Several studies in the mobile ecosystem have shown the importance of ratings, and so far, there is no reason to believe that this is different for podcasts. Below is one from Apptentive – a mobile customer experience solution – where the numbers speak for themselves.
Podcast producers should definitely have a plan to collect ratings and reviews. In the mobile apps world, publishers could trigger app reviews at a specific time, typically when users are enjoying the experience. Podcasts don’t allow this level of sophistication, but podcast hosts tend to ask for review favors at specific times.
The covert art – or icon to use a mobile analogy – of a podcast is the first thing users will see when searching for a given topic. This makes it a key element to optimize for. The screenshot below was taken a few years back at a conference on mobile apps. It shows how much of an impact changing an icon could have.
When searching for specific content, users scan the Apple Podcasts or Spotify app to determine what they want to listen to next. The publisher’s goal is to stand out and provide clarity: users should be able to tell what the podcast is about by just looking at the cover art. Therefore, putting real efforts into cover art is important as it will help the users find one’s show quickly rather than listen to what someone else has to say. There is no need to overthink podcast branding though and simply follow those common tips should suffice:
- Make the icon clear and simple
- Stick to brand guidelines (if any)
- Add borders to the icon.
- Use limited text without crazy spellings
- Check the colors used for the industry or space your show is in
- Consider the background colors the cover art will be displayed against (dark for Spotify, white for Apple Podcasts)
For those wanting to dig deeper, there are plenty of blog articles on creating great mobile app icons and most of the learnings in those articles do apply to podcasts. However, contrary to mobile apps, one should keep in mind that A/B testing of cover arts within the platforms isn’t possible, so publishers may end up optimizing with limited data points.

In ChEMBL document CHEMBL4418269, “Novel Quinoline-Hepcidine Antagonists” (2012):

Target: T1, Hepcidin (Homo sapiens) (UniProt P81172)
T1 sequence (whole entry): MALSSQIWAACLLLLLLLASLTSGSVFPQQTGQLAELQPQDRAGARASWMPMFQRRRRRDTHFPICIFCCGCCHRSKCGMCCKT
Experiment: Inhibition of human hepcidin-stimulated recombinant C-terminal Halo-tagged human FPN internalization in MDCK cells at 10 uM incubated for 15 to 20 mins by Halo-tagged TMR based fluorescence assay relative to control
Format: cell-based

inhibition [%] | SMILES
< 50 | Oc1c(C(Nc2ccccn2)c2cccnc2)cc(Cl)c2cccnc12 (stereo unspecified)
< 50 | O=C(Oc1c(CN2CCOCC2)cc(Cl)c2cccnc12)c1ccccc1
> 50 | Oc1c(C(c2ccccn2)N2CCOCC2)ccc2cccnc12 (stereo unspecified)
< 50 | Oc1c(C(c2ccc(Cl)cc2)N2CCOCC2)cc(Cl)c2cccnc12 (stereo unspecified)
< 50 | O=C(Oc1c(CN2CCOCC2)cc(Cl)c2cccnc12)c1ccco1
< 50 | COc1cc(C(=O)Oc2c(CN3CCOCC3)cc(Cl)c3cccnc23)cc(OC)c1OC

Episode Length & Size
Podcast files have a tendency to become larger due to longer episodes and a better quality sound. This is a problem for users with both limited phone storage space and limited download bandwidth. In fact, just like with mobile app size, podcast size is a factor affecting conversion rates for the majority of people.
Also, aside from space/bandwidth issues, the podcast length has also a psychological impact on users. Those, when discovering your podcast after a search query, may not be ready yet to listen to a 60 minutes episode. Even if users could drop out at any time, it feels like a long commitment, especially at a time where attention span is constantly decreasing.
So when producing and editing your podcast, publishers should consider options such as 1×60 minutes, 2×30 minutes, 3×20 minutes, 4×15 minutes, the full (long version) next to a “best of” or “summary” version…etc. This will impact the conversion rate.
3. Black Hat Optimization
Black hat PVO, just like black hat SEO, is a practice aiming at increasing the visibility of a podcast (ranking higher in search results), which is against the platforms’ guidelines. The problem is that the platforms have different guidelines and that those are kept necessarily vague as the technology and ecosystem evolve. It is therefore not easy to know when crossing the line. What is clearly within the guidelines is named white hat, what is clearly against black hat, and the big blurry space in between grey hat. Some of the tactics we are aware of in the podcast world are:
- Incentivized or paid reviews & ratings – Black
- Own reviews & ratings – Light grey – almost everyone does it!
- Negative reviews on competition – Dark grey
- Bot download or streaming – Black
- Keyword stuffing – Grey
- Using fake brand names – Black
A click farm generating fake downloads, listens, or ratings.
There are surely some more, and new hacks will appear at some point. For those needing guidance, the common practice is to stay within the white and light grey areas while keeping an eye on what is happening on the dark side.
4. Podcast Visibility Optimization Tools
Like every optimization process, PVO requires data points that can be tedious or even impossible to gather alone. To successfully increase the audience of a podcast, a publisher would need the followings:
- Keyword rank tracking: know for which keyword, a podcast ranks, and at which position
- Keyword research: uncover keywords opportunities
- Ratings & Reviews tracking: see how ratings evolve
- Competitive Intelligence: be able to check the competition
Providing audio creators with the data, insights, and tools they need to increase their audience is the reason why we created Voxalyze. So why don’t you start your free trial today and start boosting your audience?